BOW teaches women basic outdoor skills in a safe and supportive atmosphere, providing tips to be successful and confidence to go out on their own. BOW is a national program and has been conducted in Montana for 27 years by FWP with Flathead Wildlife supporting BOW workshops in the Flathead. BOW recently conducted a women’s ice fishing workshop at Pine Grove Pond. FWI Board members Roger Allick (on left) and Jim Vashro (on right) taught along with Dave Hagengruber from FWP. The women learned how to be safe on ice, dress to stay warm and ice fishing gear and techniques. Pine Grove produced as always, the women landed around 75 cutthroat and rainbow trout and went away with good memories, skills and newfound confidence.
Kendal and Shelly Bortisser moved to Montana 2 years ago, became members of FWI and quickly adopted the Montana life style. Kendal decided to take up hunting at age 58, I (Jim Vashro) was honored to accompany Kendal on his first hunts and pass along a few tips. Studies show that hunters who take up hunting later in life are more likely to stay with the sport. Kendal did things right, taking Hunter Education, a Beginning Hunting course at FVCC and talking to lots of hunters. Our first hunt was for antelope near Miles City. A group of us endured 6 days of extreme heat to snowflakes, constant high winds and even a prairie wildfire. Despite the challenges, Kendal said he enjoyed the entire experience, culminating in taking this dandy antelope after a long crawl through sagebrush and prickly pear and laying in the rain for ½ hour waiting for the buck to stand up.
Following that success, Kendal and I turned to deer hunting. Early season cold and snow quickly turned to crunchy snow, making it near impossible to sneak through the woods. Warm days made the bucks go nocturnal. Despite all that, after each deerless hunt Kendal would exclaim what a great day he had had. Kendal’s patience and optimism paid off when a friend took him on some private property after Thanksgiving. Kendal spotted this 4×4 whitetail buck and dropped him in his tracks with a well-placed shot. Welcome to the Hunting Fraternity, Kendal.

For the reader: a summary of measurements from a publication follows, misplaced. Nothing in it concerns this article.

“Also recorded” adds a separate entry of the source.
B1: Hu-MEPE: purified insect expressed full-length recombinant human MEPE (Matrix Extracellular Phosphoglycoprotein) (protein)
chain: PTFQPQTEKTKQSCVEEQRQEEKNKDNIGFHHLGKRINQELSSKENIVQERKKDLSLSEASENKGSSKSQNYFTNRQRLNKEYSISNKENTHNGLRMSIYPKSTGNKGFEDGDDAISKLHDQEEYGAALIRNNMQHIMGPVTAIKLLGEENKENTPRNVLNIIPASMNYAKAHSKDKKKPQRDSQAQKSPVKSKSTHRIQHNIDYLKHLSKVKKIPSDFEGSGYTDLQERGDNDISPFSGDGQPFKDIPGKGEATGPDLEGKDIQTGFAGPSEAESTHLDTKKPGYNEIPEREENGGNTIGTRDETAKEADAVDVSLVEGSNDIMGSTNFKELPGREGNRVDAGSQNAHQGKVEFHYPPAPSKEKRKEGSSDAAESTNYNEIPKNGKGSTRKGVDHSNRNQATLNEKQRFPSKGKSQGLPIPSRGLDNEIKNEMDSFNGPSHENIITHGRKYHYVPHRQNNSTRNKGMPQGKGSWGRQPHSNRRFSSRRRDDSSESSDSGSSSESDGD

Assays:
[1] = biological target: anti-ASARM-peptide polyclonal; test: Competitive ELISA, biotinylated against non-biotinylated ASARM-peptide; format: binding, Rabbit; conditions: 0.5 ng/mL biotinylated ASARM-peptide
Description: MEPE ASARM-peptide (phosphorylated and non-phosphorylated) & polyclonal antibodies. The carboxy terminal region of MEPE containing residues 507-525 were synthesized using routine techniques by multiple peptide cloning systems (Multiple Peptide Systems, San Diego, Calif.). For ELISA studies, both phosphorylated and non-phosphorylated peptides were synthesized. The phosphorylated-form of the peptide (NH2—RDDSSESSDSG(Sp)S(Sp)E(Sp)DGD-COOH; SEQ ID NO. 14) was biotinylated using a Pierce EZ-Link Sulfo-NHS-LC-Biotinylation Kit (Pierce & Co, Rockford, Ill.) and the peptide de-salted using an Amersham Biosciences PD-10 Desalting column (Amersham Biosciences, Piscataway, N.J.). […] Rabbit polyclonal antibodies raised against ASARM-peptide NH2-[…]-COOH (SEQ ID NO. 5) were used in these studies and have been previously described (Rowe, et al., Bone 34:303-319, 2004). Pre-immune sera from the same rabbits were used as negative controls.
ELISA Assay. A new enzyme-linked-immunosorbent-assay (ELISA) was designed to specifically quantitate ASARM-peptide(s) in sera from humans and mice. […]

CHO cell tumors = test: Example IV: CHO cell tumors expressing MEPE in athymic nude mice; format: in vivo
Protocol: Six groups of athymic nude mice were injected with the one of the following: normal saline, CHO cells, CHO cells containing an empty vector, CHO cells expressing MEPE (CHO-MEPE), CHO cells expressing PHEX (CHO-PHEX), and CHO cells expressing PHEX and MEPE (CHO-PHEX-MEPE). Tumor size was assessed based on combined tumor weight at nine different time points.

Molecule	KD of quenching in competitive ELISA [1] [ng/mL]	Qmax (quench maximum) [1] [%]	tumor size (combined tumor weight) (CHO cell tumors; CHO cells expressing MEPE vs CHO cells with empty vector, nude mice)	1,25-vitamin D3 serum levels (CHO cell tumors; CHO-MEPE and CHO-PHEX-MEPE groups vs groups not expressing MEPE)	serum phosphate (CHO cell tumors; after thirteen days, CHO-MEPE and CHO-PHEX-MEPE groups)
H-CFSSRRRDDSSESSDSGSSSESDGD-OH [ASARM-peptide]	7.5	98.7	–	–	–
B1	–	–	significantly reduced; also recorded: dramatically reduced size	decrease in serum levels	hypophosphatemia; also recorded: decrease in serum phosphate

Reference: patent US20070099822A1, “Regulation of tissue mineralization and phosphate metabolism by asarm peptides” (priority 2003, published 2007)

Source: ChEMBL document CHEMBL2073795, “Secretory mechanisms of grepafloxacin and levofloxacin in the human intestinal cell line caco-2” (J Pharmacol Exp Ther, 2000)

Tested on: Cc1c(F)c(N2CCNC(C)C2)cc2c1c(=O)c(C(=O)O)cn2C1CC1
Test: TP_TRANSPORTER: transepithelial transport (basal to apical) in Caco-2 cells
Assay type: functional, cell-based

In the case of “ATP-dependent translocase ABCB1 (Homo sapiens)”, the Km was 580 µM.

Tyler Jorgenson harvested this dandy whitetail doe in the Swan last fall using an 1898 30-40 Krag that had been used in the Spanish-American War. Tyler’s grandfather, Dale, purchased the rifle in 1964 for $27.50 and used it to shoot his first deer in 1965, a 2×2 whitetail in the Swan. Dale shot many deer and elk with the 30-40 before handing it down to his son, Duff (Tyler’s father), who shot his first deer, a 2×2 whitetail in the Swan. Last fall, 12 year old Tyler became the 3rd Jorgenson to take his first deer with the 30-40 Krag. Holding with tradition, the rifle is still outfitted with the original open sights to make it more challenging. Tyler plans to hand down the rifle to his children to Preserve the Tradition – Jorgenson style.
Jack Jay exemplifies Preserve the Tradition by fulfilling your hunting passion under extreme ideals of fair chase. Jack got bitten by the sheep bug 12 years ago with encouragement from FWP wildlife biologist and fellow hunter John Vore. Montana offers unlimited tags in some sheep units on a quota because the terrain is so challenging. Much of the Beartooth-Absarokee Plateau is above 10,000’, extremely rugged and with low sheep densities.
Over the last 12 years, Jack spent 140 days scouting, packing supplies in an out and hunting. Over time Jack endured heat exhaustion to hypothermia, high winds, rain and blizzards and even had to pack water into some areas. FWP biologist Shawn Stewart gave Jack information and encouragement and Jack met and partnered with some like-minded hunters in his quest. Some years they saw no sheep, some years only ewes and juvenile rams. Two years ago Jack’s partner Ben found two legal rams but rather than just shoot one he came back for Jack, when they returned the rams were gone. This last fall, they again found rams including two trophy rams but in an unapproachable spot. They put the sheep to bed, were up before daylight hiking back in. The sheep eventually moved to a good spot, after a long stalk through car sized boulders Ben and Jack were able to down 2 magnificent rams.
The picture shows Ben with the rams at just under 11,000’ in some incredibly rugged terrain. They still had to pack the rams and camp back out 8 miles. Jack will have to wait 7 years before he can apply again, he says he will have to think about it since he will be 80 by then.
For nearly 40 years the Flathead 4-H Shooting Sports Program has been teaching safety, marksmanship, team work and hunting skills to Flathead youths ages 9-19. The program uses air pistols, air rifles, .22s, shotgun, blackpowder and archery. The program was founded by legendary Pat McVay who also developed Montana’s Hunter Education Program. A dedicated group of volunteer instructors teach 250 to 400 youths from October through March each year at the Flathead County Fairgrounds.
Youths pay $2 per discipline per night but that doesn’t cover the cost of the program. Since this program meets so many of Flathead Wildlife’s goals for youth in the outdoors, FWI donated $1,000 to the program. The donation was made in memory of Pat McVay who passed away this year and Bernie Windauer, long-time Shooting Sports and Hunter Education instructor.
Pictured at the check presentation are (L-R) Bill Voermans, Marsha Voermans (Pat McVay’s daughter), FWI’s Jim Vashro, Program Director Dale Saverud and Don Anderson.